When I am teaching I am often asked about cloud storage as a means of backing up images. It seems to me that most people shoot a lot and backing up to the cloud is OK if you have a fast broadband connection but there is the additional issue of cost. We have been seduced by the likes of Google and Amazon offering free or cheap storage but when that free storage is say 30GB that is not much use when you are regularly filling 32GB cards with images. Then came the options of unlimited storage, Amazon were one of the first in on this and it seemed a good deal but as we now learn from DIYPhotography this is coming to an abrupt end and if you have Amazon as your storage you have to look at what you are using because otherwise it might all disappear.
Clouds above Sydney Opera House
Google have been pushing people towards Google Photos as a means of cloud storage and you get 15GB free, less than one card! a 1TB of storage is $10 a month. Currently I use 3TB external hard drives to back up my images, so that would cost me maybe $30 a month with Google.
Cloud storage is fine if all you do is back up your phone snaps but for any serious photographer the cloud is adding to the expense. So you say external hard drives connected to the computer cost too, this is correct, my Western Digital drives cost about £70 so in 3 months or so I get free storage and the peace of mind knowing Google etc are not tracking my images.
I still like Flickr you get 1TB (1000GB) free and if you want a more pro feel you can upgrade for about £32 a year. It allows for RAW file storage unlike Google and although 1TB is not enough for all my images I use it for my personal work. The trick would be if you want more than 1TB then have more than one account, break your storage down into subject areas.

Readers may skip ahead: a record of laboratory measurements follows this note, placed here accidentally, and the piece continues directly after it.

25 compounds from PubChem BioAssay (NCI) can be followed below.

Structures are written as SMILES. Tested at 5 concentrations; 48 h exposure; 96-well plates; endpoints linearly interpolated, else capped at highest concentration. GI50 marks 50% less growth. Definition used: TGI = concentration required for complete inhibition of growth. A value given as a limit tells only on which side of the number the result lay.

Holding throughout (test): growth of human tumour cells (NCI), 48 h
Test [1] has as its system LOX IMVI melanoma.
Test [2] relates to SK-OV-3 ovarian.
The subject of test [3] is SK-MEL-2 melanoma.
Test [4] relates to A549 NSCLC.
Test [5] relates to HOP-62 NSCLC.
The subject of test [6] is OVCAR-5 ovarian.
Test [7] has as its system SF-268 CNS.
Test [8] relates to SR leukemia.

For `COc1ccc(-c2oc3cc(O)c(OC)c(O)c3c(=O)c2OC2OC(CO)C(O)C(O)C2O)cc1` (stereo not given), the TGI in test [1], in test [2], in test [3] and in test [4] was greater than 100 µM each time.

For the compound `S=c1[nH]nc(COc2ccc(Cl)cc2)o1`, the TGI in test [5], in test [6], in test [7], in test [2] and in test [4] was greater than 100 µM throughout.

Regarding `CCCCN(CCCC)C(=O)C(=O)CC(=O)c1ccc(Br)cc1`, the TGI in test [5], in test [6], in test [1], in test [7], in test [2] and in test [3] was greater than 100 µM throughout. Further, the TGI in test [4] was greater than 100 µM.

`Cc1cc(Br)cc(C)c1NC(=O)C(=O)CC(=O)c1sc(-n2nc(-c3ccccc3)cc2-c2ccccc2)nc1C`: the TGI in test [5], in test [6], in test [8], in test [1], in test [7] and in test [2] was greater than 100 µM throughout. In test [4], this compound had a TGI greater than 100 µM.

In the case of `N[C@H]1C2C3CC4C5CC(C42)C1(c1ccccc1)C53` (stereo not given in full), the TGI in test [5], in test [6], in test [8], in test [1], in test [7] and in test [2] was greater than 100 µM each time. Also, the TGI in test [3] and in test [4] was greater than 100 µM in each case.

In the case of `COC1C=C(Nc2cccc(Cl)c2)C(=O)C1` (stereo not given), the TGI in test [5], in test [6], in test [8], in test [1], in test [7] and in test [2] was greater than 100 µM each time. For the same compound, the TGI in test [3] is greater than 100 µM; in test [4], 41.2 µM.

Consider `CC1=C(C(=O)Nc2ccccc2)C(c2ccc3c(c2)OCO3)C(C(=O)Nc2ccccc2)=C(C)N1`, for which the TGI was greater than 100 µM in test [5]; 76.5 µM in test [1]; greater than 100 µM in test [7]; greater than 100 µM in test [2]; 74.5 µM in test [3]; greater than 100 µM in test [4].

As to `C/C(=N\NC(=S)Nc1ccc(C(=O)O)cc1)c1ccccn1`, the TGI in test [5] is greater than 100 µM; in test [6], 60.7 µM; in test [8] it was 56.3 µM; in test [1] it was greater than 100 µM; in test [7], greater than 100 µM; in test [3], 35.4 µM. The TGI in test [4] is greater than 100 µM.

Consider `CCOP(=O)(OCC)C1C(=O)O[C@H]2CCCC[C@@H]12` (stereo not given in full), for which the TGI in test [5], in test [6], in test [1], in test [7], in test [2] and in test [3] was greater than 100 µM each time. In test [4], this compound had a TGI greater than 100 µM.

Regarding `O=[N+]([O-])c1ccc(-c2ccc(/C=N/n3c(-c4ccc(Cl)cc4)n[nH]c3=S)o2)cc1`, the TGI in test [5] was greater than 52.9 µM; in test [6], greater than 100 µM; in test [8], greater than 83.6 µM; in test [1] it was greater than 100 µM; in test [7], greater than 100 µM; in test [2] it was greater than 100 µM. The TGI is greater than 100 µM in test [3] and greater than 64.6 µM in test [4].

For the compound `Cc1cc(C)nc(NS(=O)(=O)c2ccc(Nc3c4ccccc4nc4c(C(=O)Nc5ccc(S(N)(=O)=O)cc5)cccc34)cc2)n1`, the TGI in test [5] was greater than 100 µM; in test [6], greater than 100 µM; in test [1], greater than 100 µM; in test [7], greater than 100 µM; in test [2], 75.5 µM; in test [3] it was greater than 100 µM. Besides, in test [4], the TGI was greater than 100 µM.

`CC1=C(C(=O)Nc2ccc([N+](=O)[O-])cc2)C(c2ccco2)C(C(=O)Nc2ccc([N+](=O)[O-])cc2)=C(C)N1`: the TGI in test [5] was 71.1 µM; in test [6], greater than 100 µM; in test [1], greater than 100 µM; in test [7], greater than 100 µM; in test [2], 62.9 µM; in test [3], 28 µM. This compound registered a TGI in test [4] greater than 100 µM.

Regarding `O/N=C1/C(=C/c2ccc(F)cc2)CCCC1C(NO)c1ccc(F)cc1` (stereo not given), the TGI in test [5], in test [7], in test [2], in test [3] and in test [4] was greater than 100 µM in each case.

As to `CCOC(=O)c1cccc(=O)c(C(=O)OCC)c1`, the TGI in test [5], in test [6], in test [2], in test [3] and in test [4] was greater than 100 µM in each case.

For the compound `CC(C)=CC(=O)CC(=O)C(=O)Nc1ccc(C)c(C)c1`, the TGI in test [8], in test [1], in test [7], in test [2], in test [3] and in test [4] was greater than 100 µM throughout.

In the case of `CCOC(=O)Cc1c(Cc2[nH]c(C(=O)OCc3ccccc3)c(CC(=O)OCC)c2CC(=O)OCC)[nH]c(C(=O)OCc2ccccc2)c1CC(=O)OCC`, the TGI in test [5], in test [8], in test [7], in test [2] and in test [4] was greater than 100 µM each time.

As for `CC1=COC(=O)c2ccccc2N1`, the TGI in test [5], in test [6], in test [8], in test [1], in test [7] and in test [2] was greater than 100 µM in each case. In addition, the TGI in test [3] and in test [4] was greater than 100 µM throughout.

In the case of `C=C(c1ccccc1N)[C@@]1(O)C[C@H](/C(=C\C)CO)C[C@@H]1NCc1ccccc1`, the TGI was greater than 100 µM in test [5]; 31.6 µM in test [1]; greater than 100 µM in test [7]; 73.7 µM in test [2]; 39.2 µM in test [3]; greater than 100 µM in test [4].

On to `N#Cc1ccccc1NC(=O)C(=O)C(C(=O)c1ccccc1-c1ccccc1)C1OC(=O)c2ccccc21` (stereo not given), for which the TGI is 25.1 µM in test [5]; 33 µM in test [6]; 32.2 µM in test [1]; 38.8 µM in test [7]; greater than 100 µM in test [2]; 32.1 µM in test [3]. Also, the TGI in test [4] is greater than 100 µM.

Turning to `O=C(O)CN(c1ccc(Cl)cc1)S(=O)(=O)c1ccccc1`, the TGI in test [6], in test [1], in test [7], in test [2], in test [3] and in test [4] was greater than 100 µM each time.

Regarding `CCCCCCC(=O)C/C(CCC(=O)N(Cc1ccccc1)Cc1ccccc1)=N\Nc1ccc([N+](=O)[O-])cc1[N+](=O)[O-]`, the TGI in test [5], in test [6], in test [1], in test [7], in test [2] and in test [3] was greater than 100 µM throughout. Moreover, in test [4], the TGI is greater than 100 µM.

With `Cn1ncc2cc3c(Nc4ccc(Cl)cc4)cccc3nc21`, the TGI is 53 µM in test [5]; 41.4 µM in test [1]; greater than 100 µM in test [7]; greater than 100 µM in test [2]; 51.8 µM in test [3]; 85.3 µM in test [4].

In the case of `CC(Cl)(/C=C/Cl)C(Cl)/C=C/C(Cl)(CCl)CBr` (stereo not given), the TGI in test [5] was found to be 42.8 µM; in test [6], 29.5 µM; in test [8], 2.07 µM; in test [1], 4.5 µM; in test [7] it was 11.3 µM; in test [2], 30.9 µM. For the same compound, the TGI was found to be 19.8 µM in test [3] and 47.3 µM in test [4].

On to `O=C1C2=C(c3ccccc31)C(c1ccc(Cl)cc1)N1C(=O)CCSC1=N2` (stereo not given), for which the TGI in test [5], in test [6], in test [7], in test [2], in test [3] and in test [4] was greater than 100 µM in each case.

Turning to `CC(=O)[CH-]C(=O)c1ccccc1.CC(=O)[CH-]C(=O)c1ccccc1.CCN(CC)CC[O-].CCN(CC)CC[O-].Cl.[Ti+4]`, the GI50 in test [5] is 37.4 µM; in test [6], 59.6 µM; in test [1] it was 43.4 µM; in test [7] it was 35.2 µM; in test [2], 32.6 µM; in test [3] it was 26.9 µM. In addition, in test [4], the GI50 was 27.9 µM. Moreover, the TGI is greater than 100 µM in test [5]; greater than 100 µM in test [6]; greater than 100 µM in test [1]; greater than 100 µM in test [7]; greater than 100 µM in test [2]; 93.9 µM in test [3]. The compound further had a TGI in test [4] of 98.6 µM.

Interesting post Keith.
I always suffer with intermittent net connection so having to rely on a cloud service is restricting, at the moment I have started to separate images into batches that I may want access to when not close to my hard drives, using the limited amount of free space which is great when on the road. I now tend to be as careful shooting as I was with film and try edit ruthlessly. Have hard drives come down in price and cloud service increased? I feel these are issues in transition and hope they become more practical.
Memory continually reduces in cost think of how memory cards for your camera have reduced. Here you can buy a USB powered 1TB about the size of a packet of cigarettes for less than £50. Shooting less is good because as you say as with film you make every shot count but back up is so important. I back up twice and take one drive home with me so the original and first back up is separated from the second back up. I am not convinced by the cloud option. It will continue to rise in cost I think because once you are hooked into it as a system that is it and broadband speed is so important. It is probably fine if all you need to store is jpegs but I only shoot RAW so my files are typically three times larger than the jpegs would be.